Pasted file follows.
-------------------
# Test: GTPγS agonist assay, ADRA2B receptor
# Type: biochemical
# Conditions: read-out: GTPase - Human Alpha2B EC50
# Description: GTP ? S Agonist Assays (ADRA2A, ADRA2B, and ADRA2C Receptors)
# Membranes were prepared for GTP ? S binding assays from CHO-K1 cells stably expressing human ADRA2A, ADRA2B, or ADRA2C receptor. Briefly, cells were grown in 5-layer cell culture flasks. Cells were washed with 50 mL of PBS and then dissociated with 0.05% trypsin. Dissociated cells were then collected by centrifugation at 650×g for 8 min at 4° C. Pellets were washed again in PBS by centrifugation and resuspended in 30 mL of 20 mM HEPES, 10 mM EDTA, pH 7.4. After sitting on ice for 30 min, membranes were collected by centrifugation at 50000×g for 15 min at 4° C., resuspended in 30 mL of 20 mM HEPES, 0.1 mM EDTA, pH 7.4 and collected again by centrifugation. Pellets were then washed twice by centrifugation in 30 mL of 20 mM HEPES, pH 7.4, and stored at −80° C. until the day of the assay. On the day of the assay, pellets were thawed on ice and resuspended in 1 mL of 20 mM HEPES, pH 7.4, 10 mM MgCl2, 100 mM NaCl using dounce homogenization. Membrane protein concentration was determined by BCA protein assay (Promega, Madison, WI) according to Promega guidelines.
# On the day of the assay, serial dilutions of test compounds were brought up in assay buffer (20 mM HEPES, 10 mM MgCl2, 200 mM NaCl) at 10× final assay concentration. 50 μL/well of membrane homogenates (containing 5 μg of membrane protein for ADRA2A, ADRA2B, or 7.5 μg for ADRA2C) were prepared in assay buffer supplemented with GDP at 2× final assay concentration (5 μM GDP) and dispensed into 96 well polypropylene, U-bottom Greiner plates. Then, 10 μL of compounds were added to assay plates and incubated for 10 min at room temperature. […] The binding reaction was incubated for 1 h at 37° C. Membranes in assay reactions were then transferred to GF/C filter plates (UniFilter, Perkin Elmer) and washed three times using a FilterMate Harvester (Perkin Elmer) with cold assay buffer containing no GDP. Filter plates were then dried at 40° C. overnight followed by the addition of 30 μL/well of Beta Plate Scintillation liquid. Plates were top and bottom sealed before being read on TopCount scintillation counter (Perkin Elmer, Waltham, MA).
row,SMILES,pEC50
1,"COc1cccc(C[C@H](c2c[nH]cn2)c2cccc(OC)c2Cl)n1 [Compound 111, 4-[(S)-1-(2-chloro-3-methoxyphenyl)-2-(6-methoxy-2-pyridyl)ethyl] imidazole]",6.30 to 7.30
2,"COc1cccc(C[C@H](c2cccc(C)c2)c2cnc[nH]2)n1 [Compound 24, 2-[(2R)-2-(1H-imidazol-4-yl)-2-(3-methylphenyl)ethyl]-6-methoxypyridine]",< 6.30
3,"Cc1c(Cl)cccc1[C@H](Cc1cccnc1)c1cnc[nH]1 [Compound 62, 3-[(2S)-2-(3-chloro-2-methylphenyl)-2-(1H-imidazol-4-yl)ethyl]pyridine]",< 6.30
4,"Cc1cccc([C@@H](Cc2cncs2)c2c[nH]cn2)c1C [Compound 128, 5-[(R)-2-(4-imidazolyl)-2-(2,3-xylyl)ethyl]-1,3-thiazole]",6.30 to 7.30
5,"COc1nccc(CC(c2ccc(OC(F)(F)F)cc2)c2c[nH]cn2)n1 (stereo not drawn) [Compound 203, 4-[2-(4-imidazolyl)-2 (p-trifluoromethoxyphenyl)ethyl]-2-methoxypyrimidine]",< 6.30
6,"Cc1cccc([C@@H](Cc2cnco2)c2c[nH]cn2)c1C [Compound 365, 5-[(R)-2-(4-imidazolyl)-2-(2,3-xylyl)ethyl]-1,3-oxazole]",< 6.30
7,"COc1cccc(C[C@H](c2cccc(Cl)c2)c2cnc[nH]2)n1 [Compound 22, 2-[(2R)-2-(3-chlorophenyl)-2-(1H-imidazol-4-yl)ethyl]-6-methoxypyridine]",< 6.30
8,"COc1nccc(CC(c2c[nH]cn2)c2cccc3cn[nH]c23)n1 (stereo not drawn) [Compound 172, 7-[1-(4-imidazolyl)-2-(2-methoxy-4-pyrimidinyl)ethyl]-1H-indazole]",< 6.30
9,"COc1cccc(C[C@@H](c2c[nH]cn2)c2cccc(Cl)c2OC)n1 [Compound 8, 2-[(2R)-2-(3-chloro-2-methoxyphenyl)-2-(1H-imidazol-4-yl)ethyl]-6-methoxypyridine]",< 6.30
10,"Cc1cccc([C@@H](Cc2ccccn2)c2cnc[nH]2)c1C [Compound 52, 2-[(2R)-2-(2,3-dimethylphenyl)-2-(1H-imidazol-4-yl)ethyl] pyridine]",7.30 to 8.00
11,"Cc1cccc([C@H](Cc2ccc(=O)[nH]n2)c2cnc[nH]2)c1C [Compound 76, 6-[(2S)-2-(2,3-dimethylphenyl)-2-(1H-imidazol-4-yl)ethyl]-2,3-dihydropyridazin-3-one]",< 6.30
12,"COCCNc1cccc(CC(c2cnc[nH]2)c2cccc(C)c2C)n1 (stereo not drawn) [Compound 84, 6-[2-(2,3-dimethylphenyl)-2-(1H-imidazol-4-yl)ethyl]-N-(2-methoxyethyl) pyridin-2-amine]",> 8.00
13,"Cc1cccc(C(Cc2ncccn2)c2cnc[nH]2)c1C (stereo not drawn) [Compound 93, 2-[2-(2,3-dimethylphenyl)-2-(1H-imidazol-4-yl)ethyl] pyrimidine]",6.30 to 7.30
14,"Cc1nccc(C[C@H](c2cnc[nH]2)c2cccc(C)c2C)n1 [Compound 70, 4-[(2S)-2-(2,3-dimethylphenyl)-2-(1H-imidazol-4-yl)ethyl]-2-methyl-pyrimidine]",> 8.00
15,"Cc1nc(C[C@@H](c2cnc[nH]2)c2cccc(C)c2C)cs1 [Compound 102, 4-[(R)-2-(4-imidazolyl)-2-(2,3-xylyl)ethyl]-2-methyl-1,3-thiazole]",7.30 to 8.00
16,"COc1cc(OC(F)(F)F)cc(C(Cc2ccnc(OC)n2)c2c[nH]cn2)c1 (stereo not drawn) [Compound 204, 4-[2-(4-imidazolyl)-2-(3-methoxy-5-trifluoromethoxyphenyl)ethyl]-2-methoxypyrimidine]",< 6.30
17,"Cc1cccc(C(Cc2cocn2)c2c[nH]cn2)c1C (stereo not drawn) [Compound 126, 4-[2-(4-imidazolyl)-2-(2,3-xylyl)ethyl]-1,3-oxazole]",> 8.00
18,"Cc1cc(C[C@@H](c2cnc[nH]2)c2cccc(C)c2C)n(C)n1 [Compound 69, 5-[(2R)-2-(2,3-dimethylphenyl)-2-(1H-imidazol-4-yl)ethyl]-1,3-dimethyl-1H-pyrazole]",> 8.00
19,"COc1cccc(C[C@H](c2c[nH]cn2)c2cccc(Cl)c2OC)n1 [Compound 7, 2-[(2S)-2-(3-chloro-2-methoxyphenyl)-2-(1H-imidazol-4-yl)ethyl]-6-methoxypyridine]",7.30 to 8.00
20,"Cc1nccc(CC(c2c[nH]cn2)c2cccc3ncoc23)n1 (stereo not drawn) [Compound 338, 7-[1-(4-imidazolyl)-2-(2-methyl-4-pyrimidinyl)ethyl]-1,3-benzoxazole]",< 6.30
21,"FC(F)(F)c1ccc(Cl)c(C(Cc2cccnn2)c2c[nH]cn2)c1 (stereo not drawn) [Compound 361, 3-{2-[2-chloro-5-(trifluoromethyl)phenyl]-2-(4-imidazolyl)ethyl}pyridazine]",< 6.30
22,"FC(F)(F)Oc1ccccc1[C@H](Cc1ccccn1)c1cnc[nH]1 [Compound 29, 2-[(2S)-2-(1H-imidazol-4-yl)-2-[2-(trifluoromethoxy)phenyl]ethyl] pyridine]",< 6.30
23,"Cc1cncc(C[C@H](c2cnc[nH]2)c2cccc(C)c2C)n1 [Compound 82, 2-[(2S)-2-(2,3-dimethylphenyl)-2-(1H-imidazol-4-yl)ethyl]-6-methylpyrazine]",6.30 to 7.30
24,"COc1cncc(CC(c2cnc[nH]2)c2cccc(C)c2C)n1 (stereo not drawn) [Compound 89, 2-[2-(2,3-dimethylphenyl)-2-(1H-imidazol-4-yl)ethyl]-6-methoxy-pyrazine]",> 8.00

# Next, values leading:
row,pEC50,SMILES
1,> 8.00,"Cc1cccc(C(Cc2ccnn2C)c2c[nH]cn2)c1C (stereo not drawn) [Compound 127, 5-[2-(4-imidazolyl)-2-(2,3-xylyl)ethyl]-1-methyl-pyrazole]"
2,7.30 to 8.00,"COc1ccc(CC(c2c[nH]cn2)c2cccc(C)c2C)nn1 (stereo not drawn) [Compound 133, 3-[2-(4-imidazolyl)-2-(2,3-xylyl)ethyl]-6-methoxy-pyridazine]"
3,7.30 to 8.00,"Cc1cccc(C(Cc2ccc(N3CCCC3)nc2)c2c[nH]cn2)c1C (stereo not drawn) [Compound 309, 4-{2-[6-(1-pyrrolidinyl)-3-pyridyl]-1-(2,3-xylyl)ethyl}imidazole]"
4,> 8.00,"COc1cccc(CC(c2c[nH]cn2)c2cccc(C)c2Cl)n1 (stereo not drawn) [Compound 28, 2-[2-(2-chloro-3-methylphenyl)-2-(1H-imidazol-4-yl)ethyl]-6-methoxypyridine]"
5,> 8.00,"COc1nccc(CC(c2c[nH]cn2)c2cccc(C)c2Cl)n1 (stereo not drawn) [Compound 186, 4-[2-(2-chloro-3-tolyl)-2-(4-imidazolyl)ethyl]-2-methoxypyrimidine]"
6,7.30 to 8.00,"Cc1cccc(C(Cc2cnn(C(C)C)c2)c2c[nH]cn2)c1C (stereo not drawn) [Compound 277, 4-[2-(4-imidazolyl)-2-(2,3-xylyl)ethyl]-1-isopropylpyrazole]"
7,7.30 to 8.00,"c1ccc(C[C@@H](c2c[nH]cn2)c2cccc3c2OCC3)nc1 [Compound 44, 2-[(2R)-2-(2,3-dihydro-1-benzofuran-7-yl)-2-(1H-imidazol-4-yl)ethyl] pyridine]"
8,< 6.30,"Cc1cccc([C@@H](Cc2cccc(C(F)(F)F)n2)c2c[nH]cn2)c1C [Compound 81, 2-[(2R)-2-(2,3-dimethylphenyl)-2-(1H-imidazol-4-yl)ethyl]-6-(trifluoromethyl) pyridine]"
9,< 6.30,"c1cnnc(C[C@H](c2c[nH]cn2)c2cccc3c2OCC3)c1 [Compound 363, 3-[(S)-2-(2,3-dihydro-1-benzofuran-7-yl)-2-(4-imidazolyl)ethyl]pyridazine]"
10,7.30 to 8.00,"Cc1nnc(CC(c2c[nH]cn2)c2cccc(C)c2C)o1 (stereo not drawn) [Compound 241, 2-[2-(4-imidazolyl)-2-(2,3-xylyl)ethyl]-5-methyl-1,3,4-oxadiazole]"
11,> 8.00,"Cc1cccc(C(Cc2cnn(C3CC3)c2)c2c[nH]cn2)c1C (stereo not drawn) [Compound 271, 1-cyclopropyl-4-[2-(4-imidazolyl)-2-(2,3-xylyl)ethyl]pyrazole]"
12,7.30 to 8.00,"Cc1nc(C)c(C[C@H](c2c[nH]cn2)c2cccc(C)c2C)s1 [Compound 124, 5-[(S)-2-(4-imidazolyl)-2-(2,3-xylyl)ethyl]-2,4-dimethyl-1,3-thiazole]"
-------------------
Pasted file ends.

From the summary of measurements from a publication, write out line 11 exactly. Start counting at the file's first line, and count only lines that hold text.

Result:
4,"Cc1cccc([C@@H](Cc2cncs2)c2c[nH]cn2)c1C [Compound 128, 5-[(R)-2-(4-imidazolyl)-2-(2,3-xylyl)ethyl]-1,3-thiazole]",6.30 to 7.30